All Cell C network traffic will move to MTN – But not until it can pay its bills

MTN will migrate all of Cell C’s network traffic onto its own radio network once the mobile operator has completed its recapitalisation.

The company confirmed the migration in its interim results for the six months ended 30 June 2020, stating that the current arrangement “envisages a three-year transition towards a full national roaming arrangement under which MTN will carry all of Cell C’s network traffic”.

This process is already taking place under what is called “phase two” of the roaming agreement between the two mobile networks, but MTN Group CEO Rob Shuter said that investment in this strategy will not be significantly increased until Cell C’s financial situation has stabilised.

Shuter told MyBroadband that “phase one” of the roaming agreement was the sale of excess capacity in peri-urban and rural areas to Cell C, with the other mobile operator maintaining its network in the metros.

“The idea in phase two is that we will also open up roaming in the metros and, over time, they could transition their radio access network (RAN) traffic onto our infrastructure, which would mean that they could decommission their tower infrastructure.”

He noted that Cell C will still run a core network, as only its last-mile radio access network will use MTN’s infrastructure.

This is in line with previous comments by Cell C CEO Douglas Craigie Stevenson, who said that Cell C would wind down its radio access network over the next few years.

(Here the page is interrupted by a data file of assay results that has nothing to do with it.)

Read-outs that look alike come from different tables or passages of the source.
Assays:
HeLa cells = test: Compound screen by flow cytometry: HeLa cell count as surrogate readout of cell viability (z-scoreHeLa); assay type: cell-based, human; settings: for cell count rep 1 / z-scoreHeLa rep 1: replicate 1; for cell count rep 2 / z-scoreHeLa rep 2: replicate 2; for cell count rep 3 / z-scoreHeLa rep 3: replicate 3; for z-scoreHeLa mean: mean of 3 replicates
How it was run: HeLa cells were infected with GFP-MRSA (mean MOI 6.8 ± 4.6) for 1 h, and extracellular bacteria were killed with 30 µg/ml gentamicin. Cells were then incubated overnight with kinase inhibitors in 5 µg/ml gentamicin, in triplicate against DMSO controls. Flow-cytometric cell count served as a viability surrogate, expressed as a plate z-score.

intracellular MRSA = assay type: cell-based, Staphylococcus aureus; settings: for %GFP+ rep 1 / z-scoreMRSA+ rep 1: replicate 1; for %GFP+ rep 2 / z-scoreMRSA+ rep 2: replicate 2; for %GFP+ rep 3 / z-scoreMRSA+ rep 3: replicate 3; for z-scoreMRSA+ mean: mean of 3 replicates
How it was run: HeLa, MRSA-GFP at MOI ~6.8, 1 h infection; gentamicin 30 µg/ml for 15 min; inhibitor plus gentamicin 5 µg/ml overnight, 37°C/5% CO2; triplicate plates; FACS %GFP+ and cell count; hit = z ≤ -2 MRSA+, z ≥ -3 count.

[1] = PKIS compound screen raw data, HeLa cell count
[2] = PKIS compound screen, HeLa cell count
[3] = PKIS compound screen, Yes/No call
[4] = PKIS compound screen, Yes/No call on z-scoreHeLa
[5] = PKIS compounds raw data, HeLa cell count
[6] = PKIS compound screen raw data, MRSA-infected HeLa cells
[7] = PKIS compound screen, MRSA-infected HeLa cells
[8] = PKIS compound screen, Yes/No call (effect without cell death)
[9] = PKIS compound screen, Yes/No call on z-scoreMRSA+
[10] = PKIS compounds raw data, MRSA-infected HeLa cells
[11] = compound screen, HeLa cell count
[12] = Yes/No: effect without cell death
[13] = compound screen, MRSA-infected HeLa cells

“We are not becoming an MVNO, I must be clear about this,” Craigie Stevenson previously told MyBroadband. “We have got our own spectrum, licence, number range, brand, customers, and core billing.”

Shuter reiterated that Cell C will still own its own spectrum and have its own ECA licence, but added that there may be some usage of Cell C’s spectrum by MTN in future.

“The question is – what will the spectrum be used for? One option is for us then to potentially push some of our excess traffic onto that spectrum by a kind of reverse roaming agreement,” he said.

This will not be a possibility for quite some time, however, as phase two’s implementation is hindered by Cell C’s financial position.

Three months behind

Shuter noted that for this strategy to work, it needs a sustainable Cell C.

Referring to the migration of Cell C’s network traffic to MTN’s infrastructure, Shuter said it will be a “win-win situation”.

“It will be much more sustainable for them because they won’t have to manage the tower infrastructure, we do have excess capacity, and we will secure more spectrum going forward.”

Cell C’s recapitalisation is key to furthering the implementation of “phase two”, as well as paying back the money it owes to MTN for its ongoing roaming agreement.

MTN’s results showed that as of 30 June, it had not recognised R673 million in roaming payments from Cell C, which equates to around three months’ of billing.

“We said that at the end of the half we booked R788 million of revenue and R673 million that was unpaid, which means we haven’t recognised that as revenue,” Shuter said.

“I guess that is somewhere around three months’ worth of billings.”

He added that the recapitalisation was progressing well, however, and feels that this situation would be resolved by the end of the year.

“The intention is that they will catch up with that as part of the recapitalisation event,” he said.

“I wouldn’t say we have an ironclad guarantee – I don’t think any Cell C funders have got an ironclad guarantee – but certainly the business has been stabilised and the management team have done a good job.”

Once this recapitalisation has completed and Cell C’s financial position is stronger, Shuter said investment in the expanded roaming agreement will be able to increase significantly.

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All Cell C network traffic will move to MTN – But not until it can pay its bills